backpack over currier bag any day. Seriously that thing swinging around like that, I tried a few and they always rubbed my shoulder.
    I like the messenger bags for daily riding, so the bag I get will not only be used for commuting, but also for swinging around to pull out beers and the like.



    The thing I circled in red the stabilizer I was talking about. prevents the swinging around. And the chuva bags have that?

    If so I'll be buying a chuva bag ! can't go wrong for that price.

    Thanks.

  14. #14
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    Quote Originally Posted by dan32888 View Post
    Why forget Timbuk2? I have been looking at these and have only heard good things. Of course, this was from non-riders. I have yet to ride with one fully loaded, so any insight is helpful!

    I have been avoiding Chrome because of the image it seems to have.
    Gotta chime in here -- I have two Timbuk2 bags, a large and a small. I love them both. I use the large when I am riding one of my rackless bikes and need to do a grocery run. Used it last night and bought heavy stuff like milk. I don't use the strap pad that came with it. Not garbage at all.

    That said, I bought them both at a very reduced price on Amazon. If I had paid full price, I probably would have leaned toward Chrome.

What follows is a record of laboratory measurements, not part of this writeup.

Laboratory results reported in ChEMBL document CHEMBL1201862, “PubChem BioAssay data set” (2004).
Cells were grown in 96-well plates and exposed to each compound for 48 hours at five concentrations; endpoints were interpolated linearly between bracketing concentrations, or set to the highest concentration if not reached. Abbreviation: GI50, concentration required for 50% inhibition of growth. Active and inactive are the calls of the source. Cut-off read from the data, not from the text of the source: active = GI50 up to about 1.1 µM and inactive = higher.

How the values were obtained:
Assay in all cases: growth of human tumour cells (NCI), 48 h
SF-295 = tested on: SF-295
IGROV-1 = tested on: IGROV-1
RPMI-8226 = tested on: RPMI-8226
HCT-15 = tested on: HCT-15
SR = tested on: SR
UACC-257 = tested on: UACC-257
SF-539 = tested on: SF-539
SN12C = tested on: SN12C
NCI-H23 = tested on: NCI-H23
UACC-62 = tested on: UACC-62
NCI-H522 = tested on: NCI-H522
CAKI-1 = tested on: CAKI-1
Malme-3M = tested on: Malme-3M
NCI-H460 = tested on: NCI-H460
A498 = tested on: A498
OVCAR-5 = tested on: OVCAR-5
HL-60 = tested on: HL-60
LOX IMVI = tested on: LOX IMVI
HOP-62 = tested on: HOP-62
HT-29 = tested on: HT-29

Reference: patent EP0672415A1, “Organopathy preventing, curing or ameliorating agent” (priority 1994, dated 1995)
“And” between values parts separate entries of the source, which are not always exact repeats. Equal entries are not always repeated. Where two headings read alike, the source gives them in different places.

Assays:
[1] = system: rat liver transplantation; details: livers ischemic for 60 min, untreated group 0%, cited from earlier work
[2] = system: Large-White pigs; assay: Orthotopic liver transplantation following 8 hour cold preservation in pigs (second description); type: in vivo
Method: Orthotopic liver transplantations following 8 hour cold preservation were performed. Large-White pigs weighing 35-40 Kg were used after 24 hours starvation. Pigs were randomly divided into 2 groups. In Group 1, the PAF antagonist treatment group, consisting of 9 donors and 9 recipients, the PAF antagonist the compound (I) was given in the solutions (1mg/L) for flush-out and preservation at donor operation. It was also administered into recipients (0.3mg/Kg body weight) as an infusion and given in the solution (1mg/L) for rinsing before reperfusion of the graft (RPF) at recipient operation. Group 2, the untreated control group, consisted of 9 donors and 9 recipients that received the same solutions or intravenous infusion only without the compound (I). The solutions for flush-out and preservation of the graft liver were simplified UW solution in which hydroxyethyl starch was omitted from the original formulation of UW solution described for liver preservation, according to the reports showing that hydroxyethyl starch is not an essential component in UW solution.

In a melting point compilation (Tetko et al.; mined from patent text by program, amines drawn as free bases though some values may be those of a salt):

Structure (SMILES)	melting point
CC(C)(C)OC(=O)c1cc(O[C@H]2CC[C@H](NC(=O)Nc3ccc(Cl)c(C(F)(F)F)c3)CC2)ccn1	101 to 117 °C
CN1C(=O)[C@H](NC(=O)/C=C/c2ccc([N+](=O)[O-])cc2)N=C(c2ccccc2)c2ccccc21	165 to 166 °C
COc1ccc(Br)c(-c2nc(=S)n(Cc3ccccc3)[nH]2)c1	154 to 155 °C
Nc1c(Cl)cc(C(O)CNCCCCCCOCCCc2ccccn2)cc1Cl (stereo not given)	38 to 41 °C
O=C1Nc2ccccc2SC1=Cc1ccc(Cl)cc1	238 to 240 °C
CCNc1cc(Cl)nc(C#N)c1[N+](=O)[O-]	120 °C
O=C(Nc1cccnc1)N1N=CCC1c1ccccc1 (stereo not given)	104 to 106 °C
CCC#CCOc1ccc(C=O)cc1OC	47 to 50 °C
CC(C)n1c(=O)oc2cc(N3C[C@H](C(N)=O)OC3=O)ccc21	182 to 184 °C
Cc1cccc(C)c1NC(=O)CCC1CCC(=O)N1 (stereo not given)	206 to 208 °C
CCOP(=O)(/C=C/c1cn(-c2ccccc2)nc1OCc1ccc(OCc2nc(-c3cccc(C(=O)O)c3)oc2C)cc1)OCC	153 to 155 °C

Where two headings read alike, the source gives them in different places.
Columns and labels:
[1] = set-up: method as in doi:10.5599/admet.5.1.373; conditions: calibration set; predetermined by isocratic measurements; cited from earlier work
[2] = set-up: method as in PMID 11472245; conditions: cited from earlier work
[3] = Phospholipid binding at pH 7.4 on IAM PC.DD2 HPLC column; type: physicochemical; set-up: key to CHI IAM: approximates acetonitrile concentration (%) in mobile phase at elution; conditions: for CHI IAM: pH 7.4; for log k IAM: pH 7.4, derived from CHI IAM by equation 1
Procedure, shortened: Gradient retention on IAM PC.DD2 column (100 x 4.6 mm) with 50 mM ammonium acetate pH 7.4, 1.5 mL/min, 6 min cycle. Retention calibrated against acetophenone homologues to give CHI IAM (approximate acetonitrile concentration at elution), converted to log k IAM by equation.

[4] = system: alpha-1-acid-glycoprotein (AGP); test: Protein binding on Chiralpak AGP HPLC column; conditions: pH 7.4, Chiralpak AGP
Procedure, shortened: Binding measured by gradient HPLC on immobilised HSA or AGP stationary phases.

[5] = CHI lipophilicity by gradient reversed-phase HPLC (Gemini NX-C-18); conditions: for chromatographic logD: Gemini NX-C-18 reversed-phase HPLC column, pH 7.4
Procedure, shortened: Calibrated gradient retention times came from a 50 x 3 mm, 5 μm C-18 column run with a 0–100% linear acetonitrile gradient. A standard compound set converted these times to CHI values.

15. #15
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    Check out Blicks bags www.blicksbags.com. She posts here on the ssfg forum and makes some pretty sweet stuff. I bet she'll make you a bag in the color scheme you want, at a fair price (for a hand made, made in America bag)

  16. #16
    Senior Member rumrunn6's Avatar
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    I would stockpile food and clothing at work. can you skip biking on rainy days? if not the right gear is worth the money. I like rear rack trunk bags. I use fenders. I find it helpful to still protect the bottom of the rack trunk with a sheet of cardboard covered in duct tape. I got a trunk that came with a rain cover. I used a cheap hotem style shower cap over the helmet. for pants I used good quality loose fitting (not baggy) rain pants for hiking that my dad had given me but they make some nice biking pants.